Famines and Wars Predicted

In a recent article in City Watch, Seth Berenstein whinges on about apparent ho-hummieness about climate change among the public in the United States (mistakenly calling us “Americans” (Does that include Canada, Central and South America?). We’re apparently supposed to be “extremely worried” about climate change, as if being worried would in some way make it go away.

There are two problems with the popular perception of climate change that make it a non-issue.

1) The case for human causation, and, thus, human solution to the perceived problem of climate variation, is very weak. We all know that climates have varied for millennia, long before humans had the capacity to influence weather, let alone climate. If climate didn’t vary on its own, we’d all still be buried under miles of glacier ice. Despite this simple fact, we are expected to accept as rote that humans are so powerful as to cause climate change, and, worse yet, we’re even powerful enough that we can control climate change.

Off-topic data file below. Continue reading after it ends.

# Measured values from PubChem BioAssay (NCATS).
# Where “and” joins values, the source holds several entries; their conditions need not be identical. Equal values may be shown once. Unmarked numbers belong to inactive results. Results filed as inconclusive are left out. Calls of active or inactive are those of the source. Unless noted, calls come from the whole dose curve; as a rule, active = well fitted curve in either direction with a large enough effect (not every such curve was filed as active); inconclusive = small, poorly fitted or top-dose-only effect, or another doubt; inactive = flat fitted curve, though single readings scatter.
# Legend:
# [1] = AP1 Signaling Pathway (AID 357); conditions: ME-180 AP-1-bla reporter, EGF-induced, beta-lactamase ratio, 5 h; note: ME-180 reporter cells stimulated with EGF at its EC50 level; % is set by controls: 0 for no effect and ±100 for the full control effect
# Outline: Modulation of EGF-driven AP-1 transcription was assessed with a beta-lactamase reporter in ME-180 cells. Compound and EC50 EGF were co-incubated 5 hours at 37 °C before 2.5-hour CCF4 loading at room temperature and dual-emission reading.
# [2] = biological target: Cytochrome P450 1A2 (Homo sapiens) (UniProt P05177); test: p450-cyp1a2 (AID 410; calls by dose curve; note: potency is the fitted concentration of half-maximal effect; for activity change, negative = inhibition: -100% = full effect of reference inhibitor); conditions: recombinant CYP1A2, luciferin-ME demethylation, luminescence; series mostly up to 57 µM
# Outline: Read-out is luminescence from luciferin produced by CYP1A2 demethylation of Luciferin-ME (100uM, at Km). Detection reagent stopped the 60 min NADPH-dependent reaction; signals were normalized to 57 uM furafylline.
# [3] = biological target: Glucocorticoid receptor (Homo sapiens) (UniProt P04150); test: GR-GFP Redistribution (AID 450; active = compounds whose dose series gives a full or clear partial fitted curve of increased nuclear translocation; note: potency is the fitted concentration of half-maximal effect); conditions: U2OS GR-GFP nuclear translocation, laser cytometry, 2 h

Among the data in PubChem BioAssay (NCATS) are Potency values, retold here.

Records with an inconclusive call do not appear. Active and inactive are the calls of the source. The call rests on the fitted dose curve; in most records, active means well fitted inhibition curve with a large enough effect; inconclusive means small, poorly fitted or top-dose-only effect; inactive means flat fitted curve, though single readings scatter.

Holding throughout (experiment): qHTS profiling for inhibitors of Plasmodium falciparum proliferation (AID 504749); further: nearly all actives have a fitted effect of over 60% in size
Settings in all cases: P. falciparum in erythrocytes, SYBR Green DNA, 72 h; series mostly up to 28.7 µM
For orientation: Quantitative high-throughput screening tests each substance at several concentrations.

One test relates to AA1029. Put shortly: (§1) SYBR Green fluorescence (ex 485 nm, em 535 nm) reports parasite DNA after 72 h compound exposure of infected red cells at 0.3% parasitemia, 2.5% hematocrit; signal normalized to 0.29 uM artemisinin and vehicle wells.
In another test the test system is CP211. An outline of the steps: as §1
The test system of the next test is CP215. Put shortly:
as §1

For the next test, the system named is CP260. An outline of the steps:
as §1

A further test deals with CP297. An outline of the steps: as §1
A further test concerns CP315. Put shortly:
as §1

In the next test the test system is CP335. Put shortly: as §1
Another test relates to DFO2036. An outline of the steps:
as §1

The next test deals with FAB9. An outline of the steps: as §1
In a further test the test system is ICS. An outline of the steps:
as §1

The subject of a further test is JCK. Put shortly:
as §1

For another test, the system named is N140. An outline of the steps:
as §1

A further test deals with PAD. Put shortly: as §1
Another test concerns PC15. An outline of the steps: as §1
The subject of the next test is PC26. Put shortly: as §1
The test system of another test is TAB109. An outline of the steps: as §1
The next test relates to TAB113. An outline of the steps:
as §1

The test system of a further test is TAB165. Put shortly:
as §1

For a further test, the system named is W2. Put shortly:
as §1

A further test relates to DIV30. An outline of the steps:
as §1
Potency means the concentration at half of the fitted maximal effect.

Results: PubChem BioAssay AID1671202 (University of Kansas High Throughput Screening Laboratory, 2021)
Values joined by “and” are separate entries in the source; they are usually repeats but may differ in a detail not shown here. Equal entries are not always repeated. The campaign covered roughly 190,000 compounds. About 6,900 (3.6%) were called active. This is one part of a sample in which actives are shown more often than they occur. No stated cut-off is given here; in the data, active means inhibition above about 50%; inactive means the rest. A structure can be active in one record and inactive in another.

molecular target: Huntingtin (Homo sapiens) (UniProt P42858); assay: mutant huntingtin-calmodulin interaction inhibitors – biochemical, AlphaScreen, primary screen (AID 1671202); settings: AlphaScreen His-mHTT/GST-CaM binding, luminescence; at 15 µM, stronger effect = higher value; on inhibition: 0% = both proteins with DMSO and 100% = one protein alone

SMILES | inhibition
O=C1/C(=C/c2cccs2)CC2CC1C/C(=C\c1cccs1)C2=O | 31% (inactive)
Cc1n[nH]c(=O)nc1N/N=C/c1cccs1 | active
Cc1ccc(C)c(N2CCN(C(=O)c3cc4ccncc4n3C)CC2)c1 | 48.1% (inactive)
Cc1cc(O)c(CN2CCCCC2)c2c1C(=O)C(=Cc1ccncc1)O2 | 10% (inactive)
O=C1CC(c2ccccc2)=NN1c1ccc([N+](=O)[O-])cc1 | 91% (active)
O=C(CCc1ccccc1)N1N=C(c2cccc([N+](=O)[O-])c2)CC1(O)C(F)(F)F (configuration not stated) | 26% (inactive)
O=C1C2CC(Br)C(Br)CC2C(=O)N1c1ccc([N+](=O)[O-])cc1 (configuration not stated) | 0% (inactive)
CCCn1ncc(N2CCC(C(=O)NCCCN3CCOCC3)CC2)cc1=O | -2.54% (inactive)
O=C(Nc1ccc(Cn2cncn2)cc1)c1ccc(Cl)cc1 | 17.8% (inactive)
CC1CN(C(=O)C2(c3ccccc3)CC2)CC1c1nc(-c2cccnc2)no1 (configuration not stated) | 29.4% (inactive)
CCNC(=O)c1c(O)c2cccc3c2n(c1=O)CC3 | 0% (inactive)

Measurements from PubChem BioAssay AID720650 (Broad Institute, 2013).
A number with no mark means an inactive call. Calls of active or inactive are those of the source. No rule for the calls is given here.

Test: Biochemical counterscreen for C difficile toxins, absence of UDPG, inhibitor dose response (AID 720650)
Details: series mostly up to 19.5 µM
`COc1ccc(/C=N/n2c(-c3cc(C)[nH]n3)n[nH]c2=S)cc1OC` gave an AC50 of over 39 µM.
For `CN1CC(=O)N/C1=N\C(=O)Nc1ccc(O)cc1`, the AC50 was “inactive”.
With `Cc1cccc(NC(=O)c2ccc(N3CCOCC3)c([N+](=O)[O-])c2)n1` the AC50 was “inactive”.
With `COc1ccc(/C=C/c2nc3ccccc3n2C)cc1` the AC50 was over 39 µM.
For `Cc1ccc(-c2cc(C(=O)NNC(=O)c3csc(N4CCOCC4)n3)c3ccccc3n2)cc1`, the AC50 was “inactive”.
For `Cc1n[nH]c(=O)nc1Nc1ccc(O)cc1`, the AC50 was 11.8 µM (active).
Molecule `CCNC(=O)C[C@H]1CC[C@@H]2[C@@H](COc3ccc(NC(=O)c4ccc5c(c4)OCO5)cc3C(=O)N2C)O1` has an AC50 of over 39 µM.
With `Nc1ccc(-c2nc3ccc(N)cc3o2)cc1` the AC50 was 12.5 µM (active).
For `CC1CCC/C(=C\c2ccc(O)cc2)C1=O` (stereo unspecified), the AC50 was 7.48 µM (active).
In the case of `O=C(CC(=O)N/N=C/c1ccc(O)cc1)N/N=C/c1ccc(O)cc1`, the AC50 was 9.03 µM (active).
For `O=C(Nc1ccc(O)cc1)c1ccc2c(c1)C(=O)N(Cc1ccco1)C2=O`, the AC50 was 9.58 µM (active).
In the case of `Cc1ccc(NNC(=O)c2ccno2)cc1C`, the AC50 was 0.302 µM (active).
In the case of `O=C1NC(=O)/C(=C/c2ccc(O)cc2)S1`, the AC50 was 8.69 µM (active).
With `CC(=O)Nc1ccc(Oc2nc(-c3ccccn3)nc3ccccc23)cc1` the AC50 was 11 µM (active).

2) The social changes necessary to lower anthropogenic CO2 to levels suggested by the IPCC as sufficient to forestall climate disaster are never full explicated. They would amount to dismantling western civilization and replacing it with a low energy, highly dispersed economy, instead of the present high energy, highly centralized economy. This is not, mind you, a bad idea, whether it affects climate variation or not. But I digress.

No one knows how to do this, no politician or economist wants to do this, and few in the public understand the full implications of the anthropogenic CO2 hypothesis. Life in the United States, and much of the rest of the world, is dominated by propaganda promoting the very totalitarian capitalist consumer economy that is said to be the source of “global warming.”

How do we get the problem to solve itself?

Whether or not observed climate variation is “caused” by humans, or is a natural phenomenon subject to limited human influence, speculation about famine and wars, based on interpretations of worst case scenarios projected by an international policy organization run by the “Sustainable Development” arm of the United Nations, are baseless at best and ultimately counterproductive. This is eminently evident in the response of much of the public around the world to alarmist media pronouncements leading up to the looming major global summit meeting attempting to solidify the global corporate stranglehold on local economies.